That’s also gone hand-in-hand with the work I’ve been doing at Strategic Coach, created by Dan Sullivan. (Btw – his Unique Ability book is one of my favorite books out there.)
As the saying goes, “When the student is ready, the teacher will appear.” And that was the case for me, with additional insights formed by the book “Tribal Leadership” by Dave Logan, John King and Halee Fischer-Wright, about building incredible company cultures and evolving to a “Stage V” company. One of the biggest shifts from a typical company to an extraordinary one was having a huge mission that everyone on the team knows and can get behind. This leads to a real powerful change of direction, intention and motivation.
One famous example is Microsoft’s original goal of “A computer on every desk and in every home.” When you create a big vision or goal like that – you’ll find people getting on your team to help achieve it. My friend, Tellman Knudson, has set the goal of raising $100M by running across the country barefoot. I think that fits the bill – and he’s partway through right now.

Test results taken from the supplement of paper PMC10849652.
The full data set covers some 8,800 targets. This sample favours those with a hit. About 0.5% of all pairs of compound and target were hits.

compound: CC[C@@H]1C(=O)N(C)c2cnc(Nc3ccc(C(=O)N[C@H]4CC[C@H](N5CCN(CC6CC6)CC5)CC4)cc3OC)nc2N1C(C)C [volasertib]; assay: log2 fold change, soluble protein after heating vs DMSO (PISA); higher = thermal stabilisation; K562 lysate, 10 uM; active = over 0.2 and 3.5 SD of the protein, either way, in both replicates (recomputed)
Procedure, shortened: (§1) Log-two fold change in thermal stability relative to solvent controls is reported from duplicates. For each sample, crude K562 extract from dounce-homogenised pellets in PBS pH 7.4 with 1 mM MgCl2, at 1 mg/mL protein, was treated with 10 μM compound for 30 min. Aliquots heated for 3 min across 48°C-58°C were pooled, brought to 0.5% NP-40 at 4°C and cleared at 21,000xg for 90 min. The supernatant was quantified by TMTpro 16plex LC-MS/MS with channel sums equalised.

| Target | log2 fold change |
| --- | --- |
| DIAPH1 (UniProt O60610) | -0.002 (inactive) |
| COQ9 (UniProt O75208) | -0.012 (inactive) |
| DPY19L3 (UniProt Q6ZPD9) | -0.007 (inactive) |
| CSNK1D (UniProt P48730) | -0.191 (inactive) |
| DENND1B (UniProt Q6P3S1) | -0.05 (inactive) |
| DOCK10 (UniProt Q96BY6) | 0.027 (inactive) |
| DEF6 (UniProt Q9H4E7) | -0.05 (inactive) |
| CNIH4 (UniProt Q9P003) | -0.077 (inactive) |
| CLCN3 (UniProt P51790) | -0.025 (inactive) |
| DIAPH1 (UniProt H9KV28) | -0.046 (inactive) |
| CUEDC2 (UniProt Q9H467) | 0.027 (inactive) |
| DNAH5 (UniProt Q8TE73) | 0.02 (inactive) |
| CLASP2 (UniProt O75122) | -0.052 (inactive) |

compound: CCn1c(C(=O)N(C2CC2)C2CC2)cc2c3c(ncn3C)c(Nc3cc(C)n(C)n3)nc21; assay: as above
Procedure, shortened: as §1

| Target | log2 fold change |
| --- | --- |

Our company’s 2020 goal is 3-fold:
There’s been lots of thinking, prioritizing and culling from what and where I believe our companies are heading for 2012 and beyond. I created a graphic to represent the big picture of the impact we want to have in each area of an entrepreneur’s lifecycle, from Start-Up to Growth to Legacy.
I’m really excited to share the Painted Picture with you because, quite frankly, I need all the help I can get to reach our ultimate 2020 goals. You can download the PDF here.
I’ve already shared this with our team and I’ll be sharing it with all of our key suppliers, partners and people I meet. Lots of big things in store for 2010 and beyond. If you’d like to be part of this or have a thought on what we’re doing please leave a comment below!